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"Apartheid" in Jackson, Mississippi
The Mississippi House, a body dominated by white Republicans, voted Tuesday to create a separate court system and police force for portions of Jackson, Mississippi — the second-Blackest city in the United States. Jackson Mayor Chokwe Antar Lumumba, who would lose control over portions of his city under the bill, said the proposal "reminds me of apartheid." Lumumba said the legislature was attempting to "colonize Jackson, not only in terms of them putting their military force over Jackson, but also dictating who has province over decision-making."
If the bill ultimately becomes law, a handful of white state officials would assume control over a significant portion of the city. The chief justice of the Mississippi Supreme Court, Michael K. Randolph, would appoint judges to oversee a new district within Jackson — "one that includes all of the city’s majority-white neighborhoods, among other areas." Further, State Attorney General Lynn Fitch (R) "would appoint four prosecutors, a court clerk, and four public defenders for the new district." The state Commissioner of Public Safety, Sean Tindell, "would oversee an expanded Capitol Police force."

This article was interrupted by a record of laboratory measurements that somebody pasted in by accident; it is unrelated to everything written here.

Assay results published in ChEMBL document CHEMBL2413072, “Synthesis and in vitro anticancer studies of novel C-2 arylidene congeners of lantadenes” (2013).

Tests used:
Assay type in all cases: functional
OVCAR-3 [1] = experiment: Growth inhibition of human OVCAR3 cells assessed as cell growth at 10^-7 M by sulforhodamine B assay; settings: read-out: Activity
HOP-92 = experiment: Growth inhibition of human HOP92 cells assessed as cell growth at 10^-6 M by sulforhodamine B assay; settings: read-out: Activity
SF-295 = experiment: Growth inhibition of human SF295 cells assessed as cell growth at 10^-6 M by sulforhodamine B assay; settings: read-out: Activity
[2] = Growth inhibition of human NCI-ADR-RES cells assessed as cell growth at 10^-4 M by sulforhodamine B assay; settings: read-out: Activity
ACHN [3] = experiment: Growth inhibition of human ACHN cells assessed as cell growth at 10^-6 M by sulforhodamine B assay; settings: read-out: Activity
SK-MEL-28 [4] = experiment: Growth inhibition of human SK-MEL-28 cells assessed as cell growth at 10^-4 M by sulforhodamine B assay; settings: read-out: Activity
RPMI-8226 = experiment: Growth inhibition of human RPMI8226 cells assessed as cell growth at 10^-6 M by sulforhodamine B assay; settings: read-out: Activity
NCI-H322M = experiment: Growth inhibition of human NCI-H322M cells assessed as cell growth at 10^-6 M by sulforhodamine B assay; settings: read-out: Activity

In all other areas of the state, judges and prosecutors are elected, not appointed. “Only in Mississippi would we have a bill like this… where we say solving the problem requires removing the vote from Black people,” Representative Ed Blackmon (D) said during the debate. "I'm old enough to know and understand that the right to vote has not always been ours, and perhaps I'm a little more sensitive to the idea that that vote can be taken away."
"This is a racist bill," Representative Solomon Osborne (D), said, eliciting cheers from the gallery. "I don't even know why I'm down here, frankly, because it's like being at a Klan rally with people with suits on." Another Representative, John Hines (D), said that the vote would cement the state's abysmal reputation on racial issues. "Again, we end up being the laughingstock of America because of what we do here today," Hines said.
The bill passed the House by a vote of 76-38, largely along party lines. All but two Black representatives opposed the legislation.
The bill would expand the Capitol Complex Improvement District, created in 2017, which currently covers state government buildings and the surrounding areas. The expanded district would cover about 50,000 people, about one-third of Jackson's population. The bill would also divert "18.75% of sales tax that would otherwise go to Jackson to a Capitol Complex Improvement District project fund."